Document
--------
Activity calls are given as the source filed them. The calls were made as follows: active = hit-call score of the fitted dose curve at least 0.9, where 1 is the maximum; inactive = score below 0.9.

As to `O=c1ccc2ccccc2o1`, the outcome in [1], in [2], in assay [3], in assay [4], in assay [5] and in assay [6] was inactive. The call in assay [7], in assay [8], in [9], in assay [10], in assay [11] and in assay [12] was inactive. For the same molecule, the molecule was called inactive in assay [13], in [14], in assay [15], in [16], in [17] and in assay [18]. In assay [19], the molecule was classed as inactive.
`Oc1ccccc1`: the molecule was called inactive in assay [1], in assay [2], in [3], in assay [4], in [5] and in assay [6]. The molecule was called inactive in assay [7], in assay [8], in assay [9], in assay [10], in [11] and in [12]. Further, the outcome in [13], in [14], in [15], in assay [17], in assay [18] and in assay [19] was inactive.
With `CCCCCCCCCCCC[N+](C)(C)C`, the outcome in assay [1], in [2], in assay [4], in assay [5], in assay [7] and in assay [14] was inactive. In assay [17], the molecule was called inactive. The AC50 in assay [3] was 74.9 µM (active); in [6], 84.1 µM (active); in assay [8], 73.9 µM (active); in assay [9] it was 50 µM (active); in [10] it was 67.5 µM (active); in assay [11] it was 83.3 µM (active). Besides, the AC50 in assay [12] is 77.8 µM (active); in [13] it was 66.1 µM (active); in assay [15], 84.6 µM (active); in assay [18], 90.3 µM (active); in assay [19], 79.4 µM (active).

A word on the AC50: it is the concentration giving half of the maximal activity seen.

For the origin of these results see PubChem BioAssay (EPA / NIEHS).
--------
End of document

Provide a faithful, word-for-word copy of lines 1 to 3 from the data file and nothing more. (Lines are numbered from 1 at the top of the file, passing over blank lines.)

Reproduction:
Activity calls are given as the source filed them. The calls were made as follows: active = hit-call score of the fitted dose curve at least 0.9, where 1 is the maximum; inactive = score below 0.9.

As to `O=c1ccc2ccccc2o1`, the outcome in [1], in [2], in assay [3], in assay [4], in assay [5] and in assay [6] was inactive. The call in assay [7], in assay [8], in [9], in assay [10], in assay [11] and in assay [12] was inactive. For the same molecule, the molecule was called inactive in assay [13], in [14], in assay [15], in [16], in [17] and in assay [18]. In assay [19], the molecule was classed as inactive.
`Oc1ccccc1`: the molecule was called inactive in assay [1], in assay [2], in [3], in assay [4], in [5] and in assay [6]. The molecule was called inactive in assay [7], in assay [8], in assay [9], in assay [10], in [11] and in [12]. Further, the outcome in [13], in [14], in [15], in assay [17], in assay [18] and in assay [19] was inactive.